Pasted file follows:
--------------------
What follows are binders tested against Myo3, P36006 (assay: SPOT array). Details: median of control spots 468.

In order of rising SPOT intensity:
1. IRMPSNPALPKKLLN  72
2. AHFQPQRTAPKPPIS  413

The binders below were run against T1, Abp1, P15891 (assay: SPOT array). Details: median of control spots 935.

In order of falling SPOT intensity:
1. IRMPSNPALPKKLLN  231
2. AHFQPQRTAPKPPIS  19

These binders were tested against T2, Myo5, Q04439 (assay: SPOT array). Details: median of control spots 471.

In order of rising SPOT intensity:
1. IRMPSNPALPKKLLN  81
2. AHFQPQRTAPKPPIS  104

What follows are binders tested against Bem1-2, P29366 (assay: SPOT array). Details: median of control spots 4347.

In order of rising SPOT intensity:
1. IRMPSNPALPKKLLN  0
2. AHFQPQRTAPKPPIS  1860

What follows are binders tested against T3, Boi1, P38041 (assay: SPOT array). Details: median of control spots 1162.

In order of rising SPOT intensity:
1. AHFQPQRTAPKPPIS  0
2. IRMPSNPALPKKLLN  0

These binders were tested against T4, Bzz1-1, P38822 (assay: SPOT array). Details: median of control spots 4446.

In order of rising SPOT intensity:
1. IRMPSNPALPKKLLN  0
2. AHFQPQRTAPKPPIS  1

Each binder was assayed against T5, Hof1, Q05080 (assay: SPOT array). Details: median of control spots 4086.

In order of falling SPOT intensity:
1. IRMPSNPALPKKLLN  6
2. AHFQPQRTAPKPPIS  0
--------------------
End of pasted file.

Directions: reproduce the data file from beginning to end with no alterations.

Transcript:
What follows are binders tested against Myo3, P36006 (assay: SPOT array). Details: median of control spots 468.

In order of rising SPOT intensity:
1. IRMPSNPALPKKLLN  72
2. AHFQPQRTAPKPPIS  413

The binders below were run against T1, Abp1, P15891 (assay: SPOT array). Details: median of control spots 935.

In order of falling SPOT intensity:
1. IRMPSNPALPKKLLN  231
2. AHFQPQRTAPKPPIS  19

These binders were tested against T2, Myo5, Q04439 (assay: SPOT array). Details: median of control spots 471.

In order of rising SPOT intensity:
1. IRMPSNPALPKKLLN  81
2. AHFQPQRTAPKPPIS  104

What follows are binders tested against Bem1-2, P29366 (assay: SPOT array). Details: median of control spots 4347.

In order of rising SPOT intensity:
1. IRMPSNPALPKKLLN  0
2. AHFQPQRTAPKPPIS  1860

What follows are binders tested against T3, Boi1, P38041 (assay: SPOT array). Details: median of control spots 1162.

In order of rising SPOT intensity:
1. AHFQPQRTAPKPPIS  0
2. IRMPSNPALPKKLLN  0

These binders were tested against T4, Bzz1-1, P38822 (assay: SPOT array). Details: median of control spots 4446.

In order of rising SPOT intensity:
1. IRMPSNPALPKKLLN  0
2. AHFQPQRTAPKPPIS  1

Each binder was assayed against T5, Hof1, Q05080 (assay: SPOT array). Details: median of control spots 4086.

In order of falling SPOT intensity:
1. IRMPSNPALPKKLLN  6
2. AHFQPQRTAPKPPIS  0